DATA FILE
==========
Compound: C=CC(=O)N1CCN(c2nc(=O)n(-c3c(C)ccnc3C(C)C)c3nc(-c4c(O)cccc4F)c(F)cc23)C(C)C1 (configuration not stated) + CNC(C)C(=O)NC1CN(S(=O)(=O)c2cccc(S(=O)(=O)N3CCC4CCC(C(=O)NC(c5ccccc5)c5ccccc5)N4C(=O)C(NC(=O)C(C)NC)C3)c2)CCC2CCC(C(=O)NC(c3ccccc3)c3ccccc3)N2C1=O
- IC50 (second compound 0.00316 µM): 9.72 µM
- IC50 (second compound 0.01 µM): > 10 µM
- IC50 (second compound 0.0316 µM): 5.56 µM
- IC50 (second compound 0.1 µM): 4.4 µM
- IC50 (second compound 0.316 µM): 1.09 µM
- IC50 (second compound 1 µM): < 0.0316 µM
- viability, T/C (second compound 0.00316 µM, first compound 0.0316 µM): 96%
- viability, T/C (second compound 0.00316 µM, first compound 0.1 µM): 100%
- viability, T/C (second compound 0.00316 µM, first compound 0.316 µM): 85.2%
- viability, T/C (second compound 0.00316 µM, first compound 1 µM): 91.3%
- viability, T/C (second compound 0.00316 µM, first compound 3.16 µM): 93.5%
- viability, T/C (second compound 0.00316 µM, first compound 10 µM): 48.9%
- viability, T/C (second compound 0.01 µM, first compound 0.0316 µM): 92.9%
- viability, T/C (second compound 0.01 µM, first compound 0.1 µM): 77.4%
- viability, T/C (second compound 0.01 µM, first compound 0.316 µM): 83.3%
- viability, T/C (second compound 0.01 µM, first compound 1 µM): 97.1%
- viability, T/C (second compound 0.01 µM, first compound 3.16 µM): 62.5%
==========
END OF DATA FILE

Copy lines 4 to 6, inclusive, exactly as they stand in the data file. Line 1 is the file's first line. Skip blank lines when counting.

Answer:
- IC50 (second compound 0.0316 µM): 5.56 µM
- IC50 (second compound 0.1 µM): 4.4 µM
- IC50 (second compound 0.316 µM): 1.09 µM